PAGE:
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Chapter 11 Bankruptcy

When most people think of bankruptcy, they think of personal bankruptcies. However, businesses can file for bankruptcy too. A Chapter 11 bankruptcy is available to businesses under federal bankruptcy law. Under a Chapter 11 bankruptcy, the debtor remains in control of the business operations and is overseen by the bankruptcy court. The court chooses whether to grant total or partial relief from the company’s contracts and debts. The company eventually emerges from the bankruptcy with a newly reorganized company.

A Chapter 11 begins when a debtor files a petition with the bankruptcy court. The petition will contain schedules of assets and liabilities, income and expenses, lists of contracts and leases and a statement of financial affairs. After the petition is filed, the debtor becomes the “debtor in possession”, and keeps control of its assets while going through a Chapter 11. The debtor remains a debtor in possession until a plan of reorganization is confirmed, the case is dismissed, the case is converted to a Chapter 7, or a trustee is appointed. Trustees are appointed only in a few Chapter 11 bankruptcies – typically the debtor in possession operates the business and manages the bankruptcy.

When there is a Trustee in a Chapter 11, he or she will play a big role by monitoring the case, imposing requirements on the debtor in possession regarding its monthly income and expenses, paying current employees and withholdings and taxes. The debtor in possession must pay a fee each quarter for the Trustee’s services.

During the bankruptcy, a written disclosure statement and a plan of reorganization must be filed. The plan will contain a list of claims and how those claims will be paid. Any creditors who will be receiving less than the full amount of their claims under the plan will vote on the plan. The court will then conduct a hearing to decide whether to confirm the bankruptcy plan.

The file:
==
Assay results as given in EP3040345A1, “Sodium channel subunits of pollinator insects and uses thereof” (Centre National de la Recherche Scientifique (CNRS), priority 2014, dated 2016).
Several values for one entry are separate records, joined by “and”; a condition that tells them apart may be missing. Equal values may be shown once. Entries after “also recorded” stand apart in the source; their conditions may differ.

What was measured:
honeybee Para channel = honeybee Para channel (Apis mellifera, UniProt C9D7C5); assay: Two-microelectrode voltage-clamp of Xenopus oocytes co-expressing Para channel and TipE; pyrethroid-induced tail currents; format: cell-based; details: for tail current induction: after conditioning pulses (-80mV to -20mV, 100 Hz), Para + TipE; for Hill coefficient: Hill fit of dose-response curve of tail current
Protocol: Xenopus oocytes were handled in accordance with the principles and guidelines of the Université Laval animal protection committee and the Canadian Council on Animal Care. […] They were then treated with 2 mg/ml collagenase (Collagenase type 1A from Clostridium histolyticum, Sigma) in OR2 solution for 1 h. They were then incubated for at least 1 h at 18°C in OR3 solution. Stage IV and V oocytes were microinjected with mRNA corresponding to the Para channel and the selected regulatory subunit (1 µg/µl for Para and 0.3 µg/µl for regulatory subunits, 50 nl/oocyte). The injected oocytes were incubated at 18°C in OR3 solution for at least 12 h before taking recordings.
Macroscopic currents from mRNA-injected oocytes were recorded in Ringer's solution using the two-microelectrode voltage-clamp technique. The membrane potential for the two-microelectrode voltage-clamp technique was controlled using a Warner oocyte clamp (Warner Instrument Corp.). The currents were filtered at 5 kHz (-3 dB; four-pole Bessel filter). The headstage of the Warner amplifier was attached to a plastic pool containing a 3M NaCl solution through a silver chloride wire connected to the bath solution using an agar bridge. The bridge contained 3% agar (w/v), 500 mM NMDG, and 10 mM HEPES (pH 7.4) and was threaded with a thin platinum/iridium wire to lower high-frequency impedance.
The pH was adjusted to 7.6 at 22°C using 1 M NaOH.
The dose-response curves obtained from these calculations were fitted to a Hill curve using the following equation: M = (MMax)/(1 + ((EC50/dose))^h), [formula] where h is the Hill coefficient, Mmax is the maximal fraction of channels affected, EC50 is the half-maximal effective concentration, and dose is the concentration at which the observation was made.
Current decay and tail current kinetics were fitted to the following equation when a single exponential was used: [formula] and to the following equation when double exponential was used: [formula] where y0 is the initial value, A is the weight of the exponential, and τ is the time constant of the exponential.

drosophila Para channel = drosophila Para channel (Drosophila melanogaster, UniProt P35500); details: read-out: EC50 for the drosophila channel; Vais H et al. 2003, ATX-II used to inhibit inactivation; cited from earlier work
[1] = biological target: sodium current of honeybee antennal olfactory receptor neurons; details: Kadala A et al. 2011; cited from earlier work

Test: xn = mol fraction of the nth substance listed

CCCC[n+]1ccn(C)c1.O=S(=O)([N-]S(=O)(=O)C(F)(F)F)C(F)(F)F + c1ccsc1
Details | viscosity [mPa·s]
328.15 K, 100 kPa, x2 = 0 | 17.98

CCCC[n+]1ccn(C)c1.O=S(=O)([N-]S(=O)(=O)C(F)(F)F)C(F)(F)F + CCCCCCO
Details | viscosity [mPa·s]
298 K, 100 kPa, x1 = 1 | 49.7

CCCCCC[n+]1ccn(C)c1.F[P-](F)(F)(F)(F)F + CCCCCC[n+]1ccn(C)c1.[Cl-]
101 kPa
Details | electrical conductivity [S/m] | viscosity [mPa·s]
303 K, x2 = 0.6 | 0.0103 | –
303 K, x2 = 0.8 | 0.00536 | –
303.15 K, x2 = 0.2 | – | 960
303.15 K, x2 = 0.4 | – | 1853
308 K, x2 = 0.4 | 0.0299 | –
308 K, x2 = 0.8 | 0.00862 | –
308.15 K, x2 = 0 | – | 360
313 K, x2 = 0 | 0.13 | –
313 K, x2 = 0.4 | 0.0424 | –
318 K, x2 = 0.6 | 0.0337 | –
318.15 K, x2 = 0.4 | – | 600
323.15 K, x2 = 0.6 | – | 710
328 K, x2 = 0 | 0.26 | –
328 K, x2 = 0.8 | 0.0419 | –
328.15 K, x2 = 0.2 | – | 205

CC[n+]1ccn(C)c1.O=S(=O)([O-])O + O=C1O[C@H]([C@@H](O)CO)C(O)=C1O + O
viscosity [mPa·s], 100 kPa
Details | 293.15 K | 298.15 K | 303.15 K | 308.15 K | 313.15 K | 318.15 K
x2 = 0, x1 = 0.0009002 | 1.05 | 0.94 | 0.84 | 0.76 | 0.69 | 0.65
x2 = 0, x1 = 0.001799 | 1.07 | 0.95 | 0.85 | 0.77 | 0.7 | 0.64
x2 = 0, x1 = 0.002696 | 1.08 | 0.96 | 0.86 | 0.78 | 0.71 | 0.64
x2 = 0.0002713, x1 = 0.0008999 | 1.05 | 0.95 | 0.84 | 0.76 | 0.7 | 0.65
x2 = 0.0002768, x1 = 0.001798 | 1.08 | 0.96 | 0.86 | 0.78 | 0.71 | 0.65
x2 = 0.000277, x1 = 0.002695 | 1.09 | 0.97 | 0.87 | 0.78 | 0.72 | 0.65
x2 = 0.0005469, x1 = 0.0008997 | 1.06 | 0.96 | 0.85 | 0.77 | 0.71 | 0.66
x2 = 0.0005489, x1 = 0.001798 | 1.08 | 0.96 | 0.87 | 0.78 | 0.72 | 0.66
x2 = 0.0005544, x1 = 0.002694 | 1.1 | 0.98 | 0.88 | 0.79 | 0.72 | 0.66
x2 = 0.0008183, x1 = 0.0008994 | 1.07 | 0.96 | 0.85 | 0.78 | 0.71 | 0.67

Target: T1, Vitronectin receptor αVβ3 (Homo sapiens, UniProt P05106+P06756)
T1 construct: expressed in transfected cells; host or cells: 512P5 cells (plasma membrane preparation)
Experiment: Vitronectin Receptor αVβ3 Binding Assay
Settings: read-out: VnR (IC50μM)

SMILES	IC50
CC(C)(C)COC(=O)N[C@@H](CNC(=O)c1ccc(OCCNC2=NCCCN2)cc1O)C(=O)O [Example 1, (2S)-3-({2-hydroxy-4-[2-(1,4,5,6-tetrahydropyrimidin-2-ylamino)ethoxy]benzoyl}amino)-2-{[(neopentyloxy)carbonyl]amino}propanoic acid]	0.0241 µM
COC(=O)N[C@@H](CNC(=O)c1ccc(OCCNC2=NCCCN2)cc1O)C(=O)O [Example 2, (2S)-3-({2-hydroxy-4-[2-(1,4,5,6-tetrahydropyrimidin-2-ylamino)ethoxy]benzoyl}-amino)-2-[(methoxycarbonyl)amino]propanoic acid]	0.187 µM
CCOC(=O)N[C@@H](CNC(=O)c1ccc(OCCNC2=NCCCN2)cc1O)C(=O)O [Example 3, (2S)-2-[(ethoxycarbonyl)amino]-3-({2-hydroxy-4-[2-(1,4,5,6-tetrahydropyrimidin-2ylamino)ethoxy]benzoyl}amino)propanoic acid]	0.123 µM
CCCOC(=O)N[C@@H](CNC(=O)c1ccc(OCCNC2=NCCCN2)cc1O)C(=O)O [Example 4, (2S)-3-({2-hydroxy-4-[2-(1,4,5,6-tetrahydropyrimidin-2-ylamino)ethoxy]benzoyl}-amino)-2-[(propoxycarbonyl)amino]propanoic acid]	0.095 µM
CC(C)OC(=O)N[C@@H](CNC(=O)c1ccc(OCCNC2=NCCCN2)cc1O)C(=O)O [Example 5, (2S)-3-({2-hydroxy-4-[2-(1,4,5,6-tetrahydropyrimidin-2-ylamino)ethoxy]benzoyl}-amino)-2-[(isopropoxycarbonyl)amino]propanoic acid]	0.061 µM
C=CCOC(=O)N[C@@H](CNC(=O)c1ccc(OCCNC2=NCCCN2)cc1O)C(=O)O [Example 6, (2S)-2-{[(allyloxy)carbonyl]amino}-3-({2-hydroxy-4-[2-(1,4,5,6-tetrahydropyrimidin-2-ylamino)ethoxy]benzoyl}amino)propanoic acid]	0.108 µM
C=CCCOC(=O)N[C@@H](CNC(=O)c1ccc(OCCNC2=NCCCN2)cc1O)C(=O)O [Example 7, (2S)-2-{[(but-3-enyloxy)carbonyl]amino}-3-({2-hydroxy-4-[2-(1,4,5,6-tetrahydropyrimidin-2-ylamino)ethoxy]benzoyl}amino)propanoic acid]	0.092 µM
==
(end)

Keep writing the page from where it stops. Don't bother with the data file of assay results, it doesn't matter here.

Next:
Chapter 11 bankruptcies also involve “creditors’ committees”. Creditors’ committees consist of unsecured creditors who hold the seven largest unsecured claims against the debtor. Creditors’ committees consult with the debtor in possession on the administration of the case, investigate the debtor’s operation of the business, and help form a plan. A creditors’ committee can also hire an attorney or other professionals to help with their duties.

For small businesses, there may not be creditors willing to serve on a committee. Therefore, small businesses are treated differently under the bankruptcy code. A small business debtor must file more information with the court, and more ongoing filings, and has more ongoing oversight by the court. It usually proceeds more quickly than a Chapter 11 for a larger business.

If your business is experiencing financial troubles and you think you may need a Chapter 11 bankruptcy lawyer, contact our office today. We have experience with all types of bankruptcies as well as restructurings, liquidations, foreclosures, repossessions, and all types of bankruptcy-related litigation.

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